(Photo above | Todd Looby)
1. How did you make the move to Bend from your native Chicago?
My wife and I were very motivated to move west when the position for BendFilm Director and Programmer came up. I thought it would be a great fit with my business management, nonprofit management and filmmaking experience. Luckily the hiring committee agreed and we were given the incredible opportunity to move our growing family out here and work for an incredible organization.
2. What was the transition like from filmmaker to festival director?
I felt it was a relatively seamless transition (not easy, necessarily) but it felt right. I had been on the festival circuit for years learning about all the right [and wrong]things to do in the service of both filmmakers and audiences. I was ready for a change and I really enjoy the “production” aspect of running events and the problem solving as well as keeping in tune and pushing the artistic and creative content. I still make a few short films each year, most of them about my kids and my annual Bend Bicycle Film Fest submission of my five year old son and his love for biking. I get to still stretch that filmmaking muscle but feel more at home in this role as being a person who works all year to celebrate great emerging artists and hopefully building careers of the most talented among them who may otherwise have hard time of getting noticed.
3. What attracted you to Bend?
I had always wanted to move west since I was a kid, watching Marty Stouffer’s Wild America every day after school. Due to life circumstances and the pursuit of filmmaking, I stayed in Chicago. When this opportunity to came up, I knew it was probably my last chance to move to the mountains and to be so close to all the outdoors activities I love: mountain biking, climbing, hiking, skiing and just getting lost in the woods.
4. What sets BendFilm from other festivals?
Festivals succeed on programming, place and audience. Bend has an embarrassment of riches in all three. Erik Jambor who will return for his fourth year programming BendFilm has a 20 year career building the best indie fests in the country. He understands what our audiences enjoy while knowing where to take chances to introduce our audience to things they’d not otherwise see. Bend is beautiful with a charming downtown, close proximity to everything city dwelling audience members who travel and filmmakers hope for all year long. The screening venues are unique and [the festival]has an incredibly relaxed vibe where audiences and filmmakers alike really appreciate the ease at which they’re able to interact. Every year we get many comments from filmmakers about how engaged, welcoming and intelligent our audiences are. These filmmakers go to fests all over the world and often cite our audiences as among the best.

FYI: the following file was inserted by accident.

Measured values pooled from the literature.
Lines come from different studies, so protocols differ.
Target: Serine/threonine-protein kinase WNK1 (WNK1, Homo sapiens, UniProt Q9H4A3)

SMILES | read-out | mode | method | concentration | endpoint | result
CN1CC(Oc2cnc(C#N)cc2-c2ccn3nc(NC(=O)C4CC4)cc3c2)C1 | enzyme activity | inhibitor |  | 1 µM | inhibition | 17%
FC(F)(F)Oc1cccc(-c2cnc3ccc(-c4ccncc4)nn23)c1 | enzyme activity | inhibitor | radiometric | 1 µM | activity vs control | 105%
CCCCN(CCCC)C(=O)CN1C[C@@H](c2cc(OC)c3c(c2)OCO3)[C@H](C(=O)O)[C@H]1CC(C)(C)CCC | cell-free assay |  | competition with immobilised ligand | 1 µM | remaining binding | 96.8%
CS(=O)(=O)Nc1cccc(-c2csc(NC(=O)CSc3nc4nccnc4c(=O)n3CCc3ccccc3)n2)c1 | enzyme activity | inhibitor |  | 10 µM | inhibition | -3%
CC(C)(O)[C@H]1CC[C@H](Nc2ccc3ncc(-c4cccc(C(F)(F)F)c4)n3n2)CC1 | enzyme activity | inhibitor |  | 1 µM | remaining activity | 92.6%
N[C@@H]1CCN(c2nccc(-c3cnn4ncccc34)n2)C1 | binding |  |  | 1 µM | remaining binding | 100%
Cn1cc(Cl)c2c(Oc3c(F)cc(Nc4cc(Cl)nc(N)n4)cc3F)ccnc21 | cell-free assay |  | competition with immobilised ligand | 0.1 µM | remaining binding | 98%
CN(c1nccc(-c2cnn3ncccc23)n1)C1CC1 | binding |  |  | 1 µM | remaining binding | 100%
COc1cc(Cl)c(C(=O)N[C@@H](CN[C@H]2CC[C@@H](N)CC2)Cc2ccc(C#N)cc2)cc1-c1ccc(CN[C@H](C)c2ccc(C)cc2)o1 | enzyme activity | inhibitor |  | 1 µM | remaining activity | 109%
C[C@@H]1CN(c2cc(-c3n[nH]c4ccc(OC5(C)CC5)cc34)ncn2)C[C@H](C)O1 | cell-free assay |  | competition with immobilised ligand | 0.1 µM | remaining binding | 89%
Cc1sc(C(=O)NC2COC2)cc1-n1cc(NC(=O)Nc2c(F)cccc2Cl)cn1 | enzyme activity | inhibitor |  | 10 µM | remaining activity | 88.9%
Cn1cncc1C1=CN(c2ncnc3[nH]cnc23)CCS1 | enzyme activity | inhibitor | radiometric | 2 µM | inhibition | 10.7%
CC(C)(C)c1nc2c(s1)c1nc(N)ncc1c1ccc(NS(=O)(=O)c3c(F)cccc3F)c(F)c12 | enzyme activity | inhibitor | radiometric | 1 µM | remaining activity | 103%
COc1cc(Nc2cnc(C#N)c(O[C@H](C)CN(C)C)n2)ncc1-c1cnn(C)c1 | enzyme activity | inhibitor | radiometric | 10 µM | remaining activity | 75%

5. What film festivals around the country/world do you like to attend?
I like going to True/False in Columbia, Missouri. I try to go to Sundance and Slamdance every year. I haven’t been to Seattle International since I screened there and want to return this spring. I love going to Ashland every year and I’d like to check out the Sun Valley Film Festival as they are doing some interesting things.
6. What changes have you seen here in Bend and in the festival itself?
Bend has grown for sure. The festival has also grown, now on nine screens throughout Central Oregon. We added a Madras venue my first year and have been back almost every year since. We added BendFilm Underground to screen some of the more experimental films that we had a hard time fitting in otherwise. Because of help from Bend Cultural Tourism Fund, Roundhouse Foundation and [other private]donors, we’ve been able to fly in more filmmakers and because of our great hospitality hosts we can put them up in great places. The budget has almost doubled since I started and donors and ticket-buyers have endorsed that growth by making sure we can add all these great programs and benefits to filmmakers while meeting our budget.
7. What will be new this year for the festival?
We’ll reinstate some of the great additions of last year, including the IndieWomen of the Year Award in memory of Pamela Hulse Andrews which will go to a very accomplished female filmmaker, who is pushing the envelope as we all know Pamela did. We’ll have a Native program again, show more work by local filmmakers, reinstate BendFilm Underground at the Volcanic and have crazy circus performers keeping the town engaged as they wait for the next film.
8. What do you want local readers to know about the festival?
That the festival is for everyone. We have a film in the program (of the 110 we show) that anyone, regardless of interests or circumstances will enjoy. I invite everyone to get connected to a group who may give away tickets or just login and buy one ticket to the festival. They’ll figure out how easy and fun it is to attend and will be back next year buying two to three tickets and so on. It is an undeniably powerful experience to watch an incredible film you’d not otherwise see with a packed audience and hearing from the talented filmmaker after.
10. What do you like most about living and working in Central Oregon?
I like walking to work. I like having an incredibly engaging and challenging job that always changes and grows, keeping it incredibly interesting. If I had this job in Chicago, Seattle or Portland, I doubt I’d have as much time to get out there and enjoy the outdoors and spend time with my family as much as I do. Central Oregon allows a great work-life balance where you can have meaningful work and more free time because commutes are so much less.